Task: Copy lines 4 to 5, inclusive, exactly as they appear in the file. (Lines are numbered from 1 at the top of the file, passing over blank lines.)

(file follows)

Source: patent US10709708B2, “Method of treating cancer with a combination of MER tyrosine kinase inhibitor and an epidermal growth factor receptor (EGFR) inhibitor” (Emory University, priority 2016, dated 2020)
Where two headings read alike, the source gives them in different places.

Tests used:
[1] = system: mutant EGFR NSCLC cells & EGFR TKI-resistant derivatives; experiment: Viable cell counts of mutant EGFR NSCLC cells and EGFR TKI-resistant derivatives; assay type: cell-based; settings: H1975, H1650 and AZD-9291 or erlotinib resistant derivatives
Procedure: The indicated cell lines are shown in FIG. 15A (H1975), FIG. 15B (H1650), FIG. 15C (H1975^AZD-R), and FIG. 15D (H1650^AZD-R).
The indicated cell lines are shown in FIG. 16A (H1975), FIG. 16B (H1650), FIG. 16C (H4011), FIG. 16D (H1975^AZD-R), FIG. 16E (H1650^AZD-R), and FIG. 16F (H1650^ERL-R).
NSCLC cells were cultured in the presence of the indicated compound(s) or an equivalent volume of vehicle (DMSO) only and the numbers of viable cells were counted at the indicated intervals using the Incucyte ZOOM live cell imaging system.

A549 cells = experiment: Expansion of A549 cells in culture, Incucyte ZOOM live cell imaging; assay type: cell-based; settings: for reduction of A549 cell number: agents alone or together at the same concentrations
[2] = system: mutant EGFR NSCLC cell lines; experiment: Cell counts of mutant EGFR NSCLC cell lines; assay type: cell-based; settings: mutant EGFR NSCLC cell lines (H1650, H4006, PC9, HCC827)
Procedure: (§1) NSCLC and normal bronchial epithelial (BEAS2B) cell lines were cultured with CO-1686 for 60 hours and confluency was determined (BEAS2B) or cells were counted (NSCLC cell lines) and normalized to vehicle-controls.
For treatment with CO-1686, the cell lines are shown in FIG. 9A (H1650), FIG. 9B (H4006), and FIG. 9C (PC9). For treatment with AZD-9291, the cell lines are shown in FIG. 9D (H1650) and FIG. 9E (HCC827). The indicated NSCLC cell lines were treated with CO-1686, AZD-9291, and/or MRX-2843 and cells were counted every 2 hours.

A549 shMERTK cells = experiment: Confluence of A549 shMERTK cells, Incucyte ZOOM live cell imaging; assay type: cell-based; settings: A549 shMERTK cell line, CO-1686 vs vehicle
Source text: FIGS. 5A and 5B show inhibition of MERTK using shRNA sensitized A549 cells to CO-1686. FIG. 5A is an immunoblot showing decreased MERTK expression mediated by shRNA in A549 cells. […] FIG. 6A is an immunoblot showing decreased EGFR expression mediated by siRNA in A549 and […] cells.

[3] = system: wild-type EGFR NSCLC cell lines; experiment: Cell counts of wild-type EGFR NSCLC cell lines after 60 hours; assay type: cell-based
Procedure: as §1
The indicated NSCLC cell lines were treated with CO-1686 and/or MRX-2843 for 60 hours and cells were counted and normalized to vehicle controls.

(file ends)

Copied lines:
[1] = system: mutant EGFR NSCLC cells & EGFR TKI-resistant derivatives; experiment: Viable cell counts of mutant EGFR NSCLC cells and EGFR TKI-resistant derivatives; assay type: cell-based; settings: H1975, H1650 and AZD-9291 or erlotinib resistant derivatives
Procedure: The indicated cell lines are shown in FIG. 15A (H1975), FIG. 15B (H1650), FIG. 15C (H1975^AZD-R), and FIG. 15D (H1650^AZD-R).